U.S. Commander Praises Afghan Forces’ Progress
By Amaani Lyle
American Forces Press Service
WASHINGTON, Mar. 13, 2013 Afghanistan’s national security forces are better-equipped, better-trained and better-led than ever before, the commander of the International Security Assistance Force’s Regional Command-South told Pentagon reporters via satellite today.
Army Maj. Gen. Robert B. Abrams said his command has worked with Afghan partners to develop an active-layered security framework, focusing on population centers in Kandahar, Zabul and Uruzgan provinces.
“This operational construct allows for security of the population while … developing [Afghan] capacity and capability,” Abrams said. “The contrast of then and now is constantly brought to my attention by my Afghan partners, who have witnessed the last three decades of conflict and transition in this country.”
Regional Command-South, the general said, is training, advising and assisting Afghan forces to take the security lead in their country while preparing U.S. forces and infrastructure for the scheduled 2014 drawdown.
The command’s advisory assistance to Afghan-conducted security operations will continue, Abrams said. He emphasized the focus will remain on operations that sustain security gains, allowing the Afghan government to expand governance, development and further connect with its people.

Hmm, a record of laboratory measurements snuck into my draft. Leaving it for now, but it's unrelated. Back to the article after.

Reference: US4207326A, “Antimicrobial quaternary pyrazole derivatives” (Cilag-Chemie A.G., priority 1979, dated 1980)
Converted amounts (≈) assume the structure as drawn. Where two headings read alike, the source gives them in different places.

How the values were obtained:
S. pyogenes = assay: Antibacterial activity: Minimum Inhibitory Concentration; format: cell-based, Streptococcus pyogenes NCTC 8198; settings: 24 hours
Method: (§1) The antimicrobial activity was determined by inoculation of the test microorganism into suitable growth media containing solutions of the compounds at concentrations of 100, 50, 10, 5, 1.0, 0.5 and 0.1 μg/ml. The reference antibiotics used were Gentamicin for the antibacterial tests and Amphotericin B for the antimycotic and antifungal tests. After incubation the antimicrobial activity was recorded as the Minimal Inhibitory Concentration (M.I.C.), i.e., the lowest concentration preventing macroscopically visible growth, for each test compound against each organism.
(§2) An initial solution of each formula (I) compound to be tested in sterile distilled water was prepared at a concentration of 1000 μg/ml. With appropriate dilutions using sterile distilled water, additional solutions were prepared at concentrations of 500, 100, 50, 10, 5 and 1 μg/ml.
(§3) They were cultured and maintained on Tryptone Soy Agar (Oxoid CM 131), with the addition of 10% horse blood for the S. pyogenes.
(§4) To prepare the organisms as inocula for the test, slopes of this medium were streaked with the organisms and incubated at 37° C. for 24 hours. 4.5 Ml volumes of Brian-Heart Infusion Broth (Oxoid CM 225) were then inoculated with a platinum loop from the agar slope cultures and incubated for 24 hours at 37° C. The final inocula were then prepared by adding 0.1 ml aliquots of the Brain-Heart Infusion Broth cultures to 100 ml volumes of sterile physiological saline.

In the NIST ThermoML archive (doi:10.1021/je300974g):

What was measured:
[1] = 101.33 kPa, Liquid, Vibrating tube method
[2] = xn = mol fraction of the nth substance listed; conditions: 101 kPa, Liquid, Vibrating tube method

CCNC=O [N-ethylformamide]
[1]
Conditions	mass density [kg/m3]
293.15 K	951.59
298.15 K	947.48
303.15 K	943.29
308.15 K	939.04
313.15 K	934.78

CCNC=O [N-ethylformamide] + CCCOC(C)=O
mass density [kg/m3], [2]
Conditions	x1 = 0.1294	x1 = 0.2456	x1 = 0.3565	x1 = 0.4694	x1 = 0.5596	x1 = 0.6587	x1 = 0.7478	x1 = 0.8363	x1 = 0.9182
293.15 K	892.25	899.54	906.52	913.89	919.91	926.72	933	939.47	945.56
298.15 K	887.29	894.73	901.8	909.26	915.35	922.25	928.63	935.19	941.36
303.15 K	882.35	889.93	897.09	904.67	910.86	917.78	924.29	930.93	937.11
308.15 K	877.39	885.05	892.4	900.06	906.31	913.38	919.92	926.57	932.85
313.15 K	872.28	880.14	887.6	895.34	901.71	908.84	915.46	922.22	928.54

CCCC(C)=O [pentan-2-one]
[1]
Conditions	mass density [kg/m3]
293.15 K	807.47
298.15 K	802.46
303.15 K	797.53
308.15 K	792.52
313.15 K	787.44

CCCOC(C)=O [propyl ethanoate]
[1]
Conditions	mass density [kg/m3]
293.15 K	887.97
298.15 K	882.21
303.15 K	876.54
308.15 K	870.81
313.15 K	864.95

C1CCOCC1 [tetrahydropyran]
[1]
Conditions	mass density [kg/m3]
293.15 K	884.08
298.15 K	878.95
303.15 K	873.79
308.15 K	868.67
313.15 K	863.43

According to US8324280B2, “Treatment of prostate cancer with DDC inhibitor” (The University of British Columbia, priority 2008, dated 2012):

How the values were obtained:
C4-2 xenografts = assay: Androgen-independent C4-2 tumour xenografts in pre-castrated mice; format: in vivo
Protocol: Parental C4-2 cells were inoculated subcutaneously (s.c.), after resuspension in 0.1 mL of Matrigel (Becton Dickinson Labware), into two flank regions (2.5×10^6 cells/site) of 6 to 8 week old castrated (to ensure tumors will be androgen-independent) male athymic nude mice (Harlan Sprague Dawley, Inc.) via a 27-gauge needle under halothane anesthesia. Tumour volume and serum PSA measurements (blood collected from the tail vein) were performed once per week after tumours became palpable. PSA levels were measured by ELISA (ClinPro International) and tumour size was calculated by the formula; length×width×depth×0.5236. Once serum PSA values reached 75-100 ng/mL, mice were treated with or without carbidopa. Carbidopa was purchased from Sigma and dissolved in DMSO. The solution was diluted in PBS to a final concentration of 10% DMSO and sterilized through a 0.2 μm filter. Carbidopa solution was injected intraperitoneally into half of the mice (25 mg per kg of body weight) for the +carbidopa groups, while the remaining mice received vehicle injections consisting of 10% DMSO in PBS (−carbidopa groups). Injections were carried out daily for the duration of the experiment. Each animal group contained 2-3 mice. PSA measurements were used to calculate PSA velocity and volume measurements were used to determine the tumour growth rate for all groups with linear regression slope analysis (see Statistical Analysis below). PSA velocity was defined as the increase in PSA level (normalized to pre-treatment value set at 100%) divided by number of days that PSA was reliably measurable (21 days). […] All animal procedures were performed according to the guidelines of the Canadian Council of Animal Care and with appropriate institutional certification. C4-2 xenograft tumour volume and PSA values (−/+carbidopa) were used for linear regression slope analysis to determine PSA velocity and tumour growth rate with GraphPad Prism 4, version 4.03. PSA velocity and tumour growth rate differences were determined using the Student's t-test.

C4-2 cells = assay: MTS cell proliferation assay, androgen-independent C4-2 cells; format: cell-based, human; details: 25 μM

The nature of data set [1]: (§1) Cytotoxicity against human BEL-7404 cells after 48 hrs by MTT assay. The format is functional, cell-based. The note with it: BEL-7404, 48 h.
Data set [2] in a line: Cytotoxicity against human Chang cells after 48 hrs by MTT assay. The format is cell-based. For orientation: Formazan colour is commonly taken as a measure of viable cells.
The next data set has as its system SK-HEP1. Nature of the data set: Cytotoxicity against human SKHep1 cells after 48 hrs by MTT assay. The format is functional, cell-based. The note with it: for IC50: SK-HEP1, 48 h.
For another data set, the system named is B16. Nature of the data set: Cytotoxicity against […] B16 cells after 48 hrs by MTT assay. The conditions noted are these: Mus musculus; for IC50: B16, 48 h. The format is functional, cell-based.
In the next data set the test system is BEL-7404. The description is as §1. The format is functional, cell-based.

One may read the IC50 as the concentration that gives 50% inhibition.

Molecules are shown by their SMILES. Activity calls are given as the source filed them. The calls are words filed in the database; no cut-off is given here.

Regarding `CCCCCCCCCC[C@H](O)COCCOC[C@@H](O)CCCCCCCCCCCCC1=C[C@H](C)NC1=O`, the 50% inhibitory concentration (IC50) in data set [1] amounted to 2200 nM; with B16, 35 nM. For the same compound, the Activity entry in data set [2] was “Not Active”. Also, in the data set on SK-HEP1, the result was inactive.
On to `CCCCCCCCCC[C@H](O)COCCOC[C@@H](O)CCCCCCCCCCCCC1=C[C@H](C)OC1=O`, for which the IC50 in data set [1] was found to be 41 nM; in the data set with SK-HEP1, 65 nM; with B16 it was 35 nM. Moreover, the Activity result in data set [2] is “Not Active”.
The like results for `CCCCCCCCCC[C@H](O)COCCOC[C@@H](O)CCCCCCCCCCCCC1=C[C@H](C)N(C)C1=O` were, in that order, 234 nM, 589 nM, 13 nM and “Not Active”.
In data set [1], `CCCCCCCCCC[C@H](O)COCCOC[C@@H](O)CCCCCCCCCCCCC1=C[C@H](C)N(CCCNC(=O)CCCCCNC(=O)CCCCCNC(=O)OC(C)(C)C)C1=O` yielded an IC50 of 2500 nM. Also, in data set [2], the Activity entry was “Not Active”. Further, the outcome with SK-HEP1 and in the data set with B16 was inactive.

“Three years ago, our mantra was ‘shona ba shona,’ or shoulder-to-shoulder,” Abrams said. “We partnered, but we also led the [Afghan forces] to enable them to surging growth.”
Afghan forces have had the lead for security in the south since July, Abrams said, conducting almost 400 daily unilateral patrols accounting for more than 3,000 independent operations every week. That represents 82 percent of all their patrols, he added, with the rest conducted while partnered with ISAF forces.
Last year, Abrams said, the Afghan forces grew increasingly confident in their abilities, noting the Afghan army’s 205th Corps conducted six corps-level operations last year. The operations, typically lasting from 14 to 18 days, integrated the Afghan forces across the area, he said, and demonstrated that they could deliver security.
“These were full-spectrum operations intended to disrupt enemy operations and increase the security bubble over more and more Afghans living in villages, while earning the trust and confidence of the Afghan people,” Abrams said. “Significant in these corps-level operations was a focus on our part to improve and expand the Afghans’ ability to sustain themselves.”
The general also said he witnessed two recent operations in which Afghan forces pumped more than 88,000 liters of fuel to keep their fleet running over 16 days of continuous operations -- all without ISAF assistance. But that sustainability, Abrams said, must be learned and executed against the landscape of persistent insurgent activity stemming from tribal and ethnic tensions dating back thousands of years in some cases.
“It is hard to break apart the hard-core insurgents from criminal syndicate activity,” he added.
Abrams explained that Taliban fighters often share a “marriage of convenience” with criminal organizations to maintain relevance and financial support. But their efforts to establish themselves in small pockets of southern Afghanistan this year have yielded minimal success, he said.